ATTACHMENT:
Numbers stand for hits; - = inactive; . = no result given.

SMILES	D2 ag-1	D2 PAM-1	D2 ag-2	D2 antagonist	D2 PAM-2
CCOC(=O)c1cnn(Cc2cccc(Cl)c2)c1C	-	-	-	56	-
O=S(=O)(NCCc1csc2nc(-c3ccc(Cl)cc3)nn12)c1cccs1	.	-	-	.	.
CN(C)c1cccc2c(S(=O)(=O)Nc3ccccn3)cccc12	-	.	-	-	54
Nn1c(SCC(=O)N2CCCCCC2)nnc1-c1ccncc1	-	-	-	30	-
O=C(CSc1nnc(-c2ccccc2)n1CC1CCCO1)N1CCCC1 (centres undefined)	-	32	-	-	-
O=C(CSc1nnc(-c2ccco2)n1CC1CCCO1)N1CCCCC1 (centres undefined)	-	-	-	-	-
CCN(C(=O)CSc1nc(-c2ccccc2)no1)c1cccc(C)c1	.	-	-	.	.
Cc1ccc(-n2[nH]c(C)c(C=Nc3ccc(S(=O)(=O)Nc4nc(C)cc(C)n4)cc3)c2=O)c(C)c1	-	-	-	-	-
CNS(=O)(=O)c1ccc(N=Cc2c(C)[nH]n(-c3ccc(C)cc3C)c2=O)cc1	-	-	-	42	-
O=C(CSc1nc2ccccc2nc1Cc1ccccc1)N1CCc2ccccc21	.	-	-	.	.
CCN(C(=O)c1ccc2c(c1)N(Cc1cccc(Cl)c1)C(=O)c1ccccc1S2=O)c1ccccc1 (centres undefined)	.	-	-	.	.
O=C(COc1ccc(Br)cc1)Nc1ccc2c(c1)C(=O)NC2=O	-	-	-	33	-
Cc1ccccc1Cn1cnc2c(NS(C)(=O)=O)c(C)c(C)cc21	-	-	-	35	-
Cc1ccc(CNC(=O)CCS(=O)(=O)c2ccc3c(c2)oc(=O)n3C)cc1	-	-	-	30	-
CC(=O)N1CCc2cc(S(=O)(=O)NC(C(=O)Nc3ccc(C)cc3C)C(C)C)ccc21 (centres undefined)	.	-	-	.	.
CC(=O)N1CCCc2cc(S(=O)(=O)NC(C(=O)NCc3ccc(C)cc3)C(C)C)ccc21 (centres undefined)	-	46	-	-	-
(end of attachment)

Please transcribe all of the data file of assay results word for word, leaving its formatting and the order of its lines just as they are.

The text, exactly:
Numbers stand for hits; - = inactive; . = no result given.

SMILES	D2 ag-1	D2 PAM-1	D2 ag-2	D2 antagonist	D2 PAM-2
CCOC(=O)c1cnn(Cc2cccc(Cl)c2)c1C	-	-	-	56	-
O=S(=O)(NCCc1csc2nc(-c3ccc(Cl)cc3)nn12)c1cccs1	.	-	-	.	.
CN(C)c1cccc2c(S(=O)(=O)Nc3ccccn3)cccc12	-	.	-	-	54
Nn1c(SCC(=O)N2CCCCCC2)nnc1-c1ccncc1	-	-	-	30	-
O=C(CSc1nnc(-c2ccccc2)n1CC1CCCO1)N1CCCC1 (centres undefined)	-	32	-	-	-
O=C(CSc1nnc(-c2ccco2)n1CC1CCCO1)N1CCCCC1 (centres undefined)	-	-	-	-	-
CCN(C(=O)CSc1nc(-c2ccccc2)no1)c1cccc(C)c1	.	-	-	.	.
Cc1ccc(-n2[nH]c(C)c(C=Nc3ccc(S(=O)(=O)Nc4nc(C)cc(C)n4)cc3)c2=O)c(C)c1	-	-	-	-	-
CNS(=O)(=O)c1ccc(N=Cc2c(C)[nH]n(-c3ccc(C)cc3C)c2=O)cc1	-	-	-	42	-
O=C(CSc1nc2ccccc2nc1Cc1ccccc1)N1CCc2ccccc21	.	-	-	.	.
CCN(C(=O)c1ccc2c(c1)N(Cc1cccc(Cl)c1)C(=O)c1ccccc1S2=O)c1ccccc1 (centres undefined)	.	-	-	.	.
O=C(COc1ccc(Br)cc1)Nc1ccc2c(c1)C(=O)NC2=O	-	-	-	33	-
Cc1ccccc1Cn1cnc2c(NS(C)(=O)=O)c(C)c(C)cc21	-	-	-	35	-
Cc1ccc(CNC(=O)CCS(=O)(=O)c2ccc3c(c2)oc(=O)n3C)cc1	-	-	-	30	-
CC(=O)N1CCc2cc(S(=O)(=O)NC(C(=O)Nc3ccc(C)cc3C)C(C)C)ccc21 (centres undefined)	.	-	-	.	.
CC(=O)N1CCCc2cc(S(=O)(=O)NC(C(=O)NCc3ccc(C)cc3)C(C)C)ccc21 (centres undefined)	-	46	-	-	-